A convert’s conversion to Islam is often complicated, as are the details of their family and religious upbringing.
And while a conversion counselor can help convert a person to Islam, they’re not necessarily a good fit for a particular community or faith.
This is where the conversion counselling course, or conversion course QLD, can come in handy.
The program’s chief executive, Dr Shai Alsheikh, says conversion courses have a number of benefits, including helping people find a religious identity, which in turn can lead to increased spiritual and psychological wellbeing.
The course’s website says it is designed to “engage a diverse group of individuals from all walks of life, whether they are Muslims or non-Muslims”.
“In some circumstances, the course will include religious, cultural and ethical considerations, which may affect the student’s personal beliefs,” it says.
“Students may also wish to consider the implications of their conversion on the broader community, including how it impacts the wellbeing of the wider community.”
But Dr Alsheik says the program is not for everyone.
“There are many students who have been in the program and found it helpful, but for many others, the conversion course is not suitable,” he said.
“It is not a course to convert someone to Islam and it does not provide the spiritual and ethical guidance that the course does.”
The program can be found online, or via the program’s Facebook page.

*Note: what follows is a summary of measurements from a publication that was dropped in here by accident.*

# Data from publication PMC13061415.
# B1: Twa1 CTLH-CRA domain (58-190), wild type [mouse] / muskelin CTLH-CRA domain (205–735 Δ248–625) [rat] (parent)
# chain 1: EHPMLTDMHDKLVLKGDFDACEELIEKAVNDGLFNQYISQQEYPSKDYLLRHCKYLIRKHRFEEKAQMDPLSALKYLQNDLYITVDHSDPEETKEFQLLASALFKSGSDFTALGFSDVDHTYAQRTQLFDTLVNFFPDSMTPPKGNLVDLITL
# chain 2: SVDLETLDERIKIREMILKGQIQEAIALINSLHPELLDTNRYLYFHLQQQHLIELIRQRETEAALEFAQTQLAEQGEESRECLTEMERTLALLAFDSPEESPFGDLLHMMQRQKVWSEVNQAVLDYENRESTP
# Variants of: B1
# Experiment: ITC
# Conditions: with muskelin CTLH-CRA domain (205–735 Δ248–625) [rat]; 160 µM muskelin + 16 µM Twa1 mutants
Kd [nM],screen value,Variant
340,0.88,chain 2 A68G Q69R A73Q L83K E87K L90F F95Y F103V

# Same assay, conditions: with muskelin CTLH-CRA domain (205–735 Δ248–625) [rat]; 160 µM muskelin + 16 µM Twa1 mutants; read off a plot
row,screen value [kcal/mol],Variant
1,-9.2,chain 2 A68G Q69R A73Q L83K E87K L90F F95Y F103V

In order to attend, you’ll need to bring your own accommodation and pay $180.
“If you are an Australian citizen, you will also need to provide your passport,” the website states.
The first step in the conversion counseling course is to find the person you want to convert.
They will be asked a series of questions about themselves and what they want from you.
“Do you have a family history of religious conversion?
Do you feel that your religious identity is under threat or has been challenged by your family?”
“Do your parents or grandparents have conversion experiences?”
“Are you struggling with religious identity or your faith?”
“Have you experienced trauma from religious conversion?”
The next step is to set up an appointment for a consultation.
“The conversion counselor will provide you with a list of relevant resources and ask you to consider your beliefs and what you believe about your family and community, the community you belong to, and what other people have to say about your faith,” the program website states, adding that the first session will take about 15 minutes.
“Once the consultation is complete, the counselor will sit down with you to discuss your experience with your conversion experiences and to help you decide what your next steps are,” it adds.
Dr Alherik says a lot of the students’ questions can be asked at a later point in the process, but the conversion counsels aim to find out the individual’s religious identity.
“We can then provide a personal history, as well as a list or list of your family members,” he says.
The conversion counselor then asks you about the beliefs you hold.
“How important are religious beliefs to you?” the program asks.
Dr Alshikh says conversion counselling courses are often designed to be open-ended. “
What do you feel your religious beliefs and values are, and how do you personally identify with them?”
Dr Alshikh says conversion counselling courses are often designed to be open-ended.
“When someone comes to us, we’re not looking for specific answers, we are just asking the question, what do you believe and what do your religious traditions teach?” he says, adding the course aims to provide a space where students can discuss these issues and find answers.
“These are the questions that we ask the students at the end of the conversion therapy program,” Dr AlSheikh says.